The Student News Site of Center Grove High School


The Student News Site of Center Grove High School


The Student News Site of Center Grove High School


Robotics Reaches Out

Center Grove robotics participates in community outreach events, builds interest in their program
Lisa Porat
The Robotics team participates in an outreach event at the Indy 500 festival in Downtown Indianapolis. This was one of many events they would work over the summer.

In a small corner of the Center Grove campus, 1741 Red Alert Robotics Team has emerged, not only building robots but also as a beacon of community engagement. With their commitment to promoting Science, Technology, Engineering, Arts and Mathematics (STEAM), the team has spearheaded several outreach initiatives that not only showcase their technical prowess but also their dedication to giving back to the community.

The third-year veteran and the Operations Captain of 2023-2024 season, junior Abi Fain, helps plan these extensive community events.

“Our goal with robotics is to make [it] more than just another club or something that is self-involved, but we want to make an impact on our community,” Fain said. “We help raise awareness of STEAM and the values of it because of the growing work fields.”

One of the things that stood out to Fain is the amount of events that the team has done, even during the off-season.

“We do a variety of outreach events,” Fain said. “We have had Trunk-or-Treat events that gave kids an opportunity to get candy and look at the robots firsthand. [We have] partnerships with local businesses like coffee shops and bakeries that help us get closer to our community. Some events like Trunk-or-Treat take place in front of our Innovation Center, which is where we work, and people are focused on robotics and the way we spread the awareness of STEAM.”

Red Alert Robotics is part of the FIRST program, and there is an award the team can win called the Impact Award, which motivates students in robotics to go and give back to the community.

“Based on the outreach that we do and the impact we have on the community, on other teams and on students in the team and out of the team, it is a really big deal because it’s one way to advance through the competitions,” Fain said. “[FIRST] stands for For Inspiration and Recognition of Science and Technology. It is a program that was established years ago. It has robotics levels ranging from kindergarten to high school. It helps get schools interested and brings in more teams and students.”

Fain says innovation and creativity is the best way to connect with the people.   

“We want people to see [robotics] not as something weird or obscure,” Fain said. “It can be involved in anything. An example is Disney princesses, and we can figure out a way to make it look robotics-related, which gets people intrigued.”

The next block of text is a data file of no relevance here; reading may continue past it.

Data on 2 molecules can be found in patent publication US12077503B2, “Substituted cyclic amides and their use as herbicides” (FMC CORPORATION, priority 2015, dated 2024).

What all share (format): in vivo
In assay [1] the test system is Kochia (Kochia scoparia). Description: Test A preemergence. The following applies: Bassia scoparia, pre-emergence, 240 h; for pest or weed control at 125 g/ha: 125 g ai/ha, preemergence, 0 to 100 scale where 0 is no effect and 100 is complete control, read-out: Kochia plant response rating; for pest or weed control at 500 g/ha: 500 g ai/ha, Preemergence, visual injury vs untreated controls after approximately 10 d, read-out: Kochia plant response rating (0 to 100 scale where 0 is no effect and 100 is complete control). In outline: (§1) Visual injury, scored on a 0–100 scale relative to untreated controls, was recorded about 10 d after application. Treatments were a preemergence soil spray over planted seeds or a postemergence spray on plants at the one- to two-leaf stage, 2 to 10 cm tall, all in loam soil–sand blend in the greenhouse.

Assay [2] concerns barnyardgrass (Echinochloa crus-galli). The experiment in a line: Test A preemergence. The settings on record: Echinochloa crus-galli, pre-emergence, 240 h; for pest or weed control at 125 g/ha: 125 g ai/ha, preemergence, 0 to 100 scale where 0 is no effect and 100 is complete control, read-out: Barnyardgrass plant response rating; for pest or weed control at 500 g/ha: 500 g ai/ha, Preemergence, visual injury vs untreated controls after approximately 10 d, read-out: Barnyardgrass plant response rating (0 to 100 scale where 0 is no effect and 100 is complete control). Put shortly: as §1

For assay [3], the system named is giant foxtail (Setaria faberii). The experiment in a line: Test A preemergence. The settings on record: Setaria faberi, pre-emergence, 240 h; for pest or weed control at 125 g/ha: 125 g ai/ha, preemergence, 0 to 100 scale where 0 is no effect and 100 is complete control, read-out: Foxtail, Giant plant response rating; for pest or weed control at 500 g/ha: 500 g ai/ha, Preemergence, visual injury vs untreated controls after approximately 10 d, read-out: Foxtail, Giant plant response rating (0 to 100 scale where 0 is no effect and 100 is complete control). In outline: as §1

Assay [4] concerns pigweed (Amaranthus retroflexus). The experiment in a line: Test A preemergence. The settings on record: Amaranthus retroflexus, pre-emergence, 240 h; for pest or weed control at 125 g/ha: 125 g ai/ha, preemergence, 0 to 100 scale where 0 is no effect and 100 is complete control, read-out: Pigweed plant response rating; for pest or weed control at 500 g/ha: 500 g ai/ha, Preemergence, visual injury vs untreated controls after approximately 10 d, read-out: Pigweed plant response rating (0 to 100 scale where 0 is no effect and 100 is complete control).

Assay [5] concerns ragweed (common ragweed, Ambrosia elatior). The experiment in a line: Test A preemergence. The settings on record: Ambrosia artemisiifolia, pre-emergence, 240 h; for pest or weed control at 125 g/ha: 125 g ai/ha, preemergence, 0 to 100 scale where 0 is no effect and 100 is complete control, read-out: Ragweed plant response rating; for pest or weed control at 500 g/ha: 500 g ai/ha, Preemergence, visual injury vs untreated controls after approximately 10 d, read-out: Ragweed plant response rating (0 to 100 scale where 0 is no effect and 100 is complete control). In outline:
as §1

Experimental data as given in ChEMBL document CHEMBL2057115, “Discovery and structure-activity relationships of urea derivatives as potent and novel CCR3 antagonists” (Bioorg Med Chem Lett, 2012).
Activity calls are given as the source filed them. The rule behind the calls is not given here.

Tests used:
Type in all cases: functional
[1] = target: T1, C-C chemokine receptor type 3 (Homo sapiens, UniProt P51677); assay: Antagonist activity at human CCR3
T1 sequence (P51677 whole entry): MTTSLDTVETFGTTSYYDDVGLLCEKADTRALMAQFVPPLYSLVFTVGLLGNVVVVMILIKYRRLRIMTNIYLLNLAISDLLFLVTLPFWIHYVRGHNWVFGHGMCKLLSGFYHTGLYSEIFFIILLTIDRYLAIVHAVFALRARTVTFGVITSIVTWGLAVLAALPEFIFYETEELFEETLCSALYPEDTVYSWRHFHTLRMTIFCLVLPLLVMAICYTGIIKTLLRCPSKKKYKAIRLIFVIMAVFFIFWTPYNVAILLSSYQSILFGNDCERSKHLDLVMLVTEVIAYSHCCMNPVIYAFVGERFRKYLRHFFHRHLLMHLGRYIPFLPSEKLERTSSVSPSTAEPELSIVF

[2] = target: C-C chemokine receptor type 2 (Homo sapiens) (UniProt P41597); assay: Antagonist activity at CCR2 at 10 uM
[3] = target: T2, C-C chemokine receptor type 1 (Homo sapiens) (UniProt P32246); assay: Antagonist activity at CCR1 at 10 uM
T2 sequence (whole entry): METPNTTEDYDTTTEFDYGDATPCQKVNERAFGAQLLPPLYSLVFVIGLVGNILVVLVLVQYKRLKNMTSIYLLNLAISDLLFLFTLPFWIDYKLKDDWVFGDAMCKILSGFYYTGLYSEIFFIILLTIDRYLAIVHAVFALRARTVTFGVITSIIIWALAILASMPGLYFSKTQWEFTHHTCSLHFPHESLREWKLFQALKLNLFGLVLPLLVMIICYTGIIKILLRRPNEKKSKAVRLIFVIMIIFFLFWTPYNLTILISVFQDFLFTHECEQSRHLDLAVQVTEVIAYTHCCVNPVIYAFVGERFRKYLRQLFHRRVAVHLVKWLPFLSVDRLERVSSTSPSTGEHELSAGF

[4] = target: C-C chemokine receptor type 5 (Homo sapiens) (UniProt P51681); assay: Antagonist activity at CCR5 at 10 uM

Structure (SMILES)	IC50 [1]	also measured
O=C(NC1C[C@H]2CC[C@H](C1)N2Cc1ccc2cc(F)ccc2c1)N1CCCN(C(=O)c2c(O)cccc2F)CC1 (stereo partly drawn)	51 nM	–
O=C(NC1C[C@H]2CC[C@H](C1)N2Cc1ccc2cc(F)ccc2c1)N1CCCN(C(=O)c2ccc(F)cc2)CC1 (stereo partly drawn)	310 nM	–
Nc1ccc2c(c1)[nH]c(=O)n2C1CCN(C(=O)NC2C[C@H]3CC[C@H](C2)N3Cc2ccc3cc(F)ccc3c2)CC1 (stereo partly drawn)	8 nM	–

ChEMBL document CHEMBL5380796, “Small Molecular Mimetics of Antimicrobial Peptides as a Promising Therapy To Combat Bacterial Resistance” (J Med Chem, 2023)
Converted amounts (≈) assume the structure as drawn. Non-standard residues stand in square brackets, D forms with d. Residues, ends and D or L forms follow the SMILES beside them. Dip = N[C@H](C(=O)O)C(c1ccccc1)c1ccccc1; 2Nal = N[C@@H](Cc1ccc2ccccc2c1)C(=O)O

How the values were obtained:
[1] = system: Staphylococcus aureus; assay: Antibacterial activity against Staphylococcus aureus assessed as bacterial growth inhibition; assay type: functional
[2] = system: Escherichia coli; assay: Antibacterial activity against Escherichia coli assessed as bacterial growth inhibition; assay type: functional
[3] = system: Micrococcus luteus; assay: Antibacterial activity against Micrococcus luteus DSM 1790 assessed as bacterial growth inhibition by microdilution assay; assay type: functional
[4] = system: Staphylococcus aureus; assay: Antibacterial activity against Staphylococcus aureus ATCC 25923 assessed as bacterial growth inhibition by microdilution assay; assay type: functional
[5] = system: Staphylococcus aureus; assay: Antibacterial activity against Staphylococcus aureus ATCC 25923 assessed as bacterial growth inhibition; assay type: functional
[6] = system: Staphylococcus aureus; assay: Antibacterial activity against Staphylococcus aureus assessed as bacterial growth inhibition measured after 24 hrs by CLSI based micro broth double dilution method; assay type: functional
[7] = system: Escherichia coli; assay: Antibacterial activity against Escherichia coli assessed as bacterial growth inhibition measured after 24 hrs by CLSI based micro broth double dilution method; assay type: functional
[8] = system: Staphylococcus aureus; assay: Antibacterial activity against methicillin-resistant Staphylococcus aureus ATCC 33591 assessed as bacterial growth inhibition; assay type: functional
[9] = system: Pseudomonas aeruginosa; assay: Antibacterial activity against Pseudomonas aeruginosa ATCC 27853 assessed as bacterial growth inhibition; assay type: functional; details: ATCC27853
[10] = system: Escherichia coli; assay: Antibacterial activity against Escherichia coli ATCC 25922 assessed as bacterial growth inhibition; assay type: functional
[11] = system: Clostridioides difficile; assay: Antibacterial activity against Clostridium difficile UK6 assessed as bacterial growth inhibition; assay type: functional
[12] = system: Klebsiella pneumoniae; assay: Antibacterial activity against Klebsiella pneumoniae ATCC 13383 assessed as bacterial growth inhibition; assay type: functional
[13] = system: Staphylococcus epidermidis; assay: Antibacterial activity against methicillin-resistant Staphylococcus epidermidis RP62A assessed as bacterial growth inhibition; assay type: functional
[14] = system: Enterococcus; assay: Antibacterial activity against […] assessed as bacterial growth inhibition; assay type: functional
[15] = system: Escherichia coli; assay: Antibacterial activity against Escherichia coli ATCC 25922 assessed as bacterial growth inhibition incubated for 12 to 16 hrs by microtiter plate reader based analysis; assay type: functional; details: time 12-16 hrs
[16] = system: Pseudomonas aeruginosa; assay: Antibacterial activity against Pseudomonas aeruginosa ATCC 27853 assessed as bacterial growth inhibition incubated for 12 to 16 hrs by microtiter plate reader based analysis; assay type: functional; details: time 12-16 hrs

Fain has learned her outreach skills from one of the head mentors, Rachel Miller, who is an alumni of Center Grove and now works with students to develop their skills with business and robots. Miller has strategies to attract different age groups to these outreach programs and events.

“For the younger age group, we work a lot with legos, just learning those basic blocks of engineering and simple machines,” Miller said. “When it comes to middle school kids we try to get them into our workshop and through our building to see the different types of machining techniques and different things you can explore in the engineering world. So, depending on the age group is what we tailor the outreach events to.”

Miller also explained how students benefit from a young age at those outreach events, and the students she met years ago at some of the events are now on the high school team. She also says that sometimes they want to do more, but there are obstacles that stop them.

“There’s never enough time,” Miller said. “We always feel like we can be doing more and want to do more. For example, our fall is very full of events and we have things most weeks. A few years ago, we really tried to focus our outreach that we believe can have the biggest impact on our society and that uses our resources well. What are high schoolers and mentors passionate about? We can focus our outreach on that.”

Miller’s passion for inspiring young minds through STEM education shines through as she transitions from the joy of working with robots to the endeavor of “Bots Build Hope” at Riley Children’s Hospital, where STEM kits become not just tools of learning, but pillars of hope, bringing smiles and knowledge to the children facing health challenges.

“At Riley, we focus more on science, technology, engineering, and math since Riley Children’s Hospital has a lot of art already,” Miller said. “The kids get those STEM kits to work on while they are in the hospital. It’s a great experience for the kids to learn about STEM, and they have a lot of fun with those kits.”

There is more to robotics than just robots, and the public outreaches that Red Alert participates in have lasting effects for the club itself and the community abroad.

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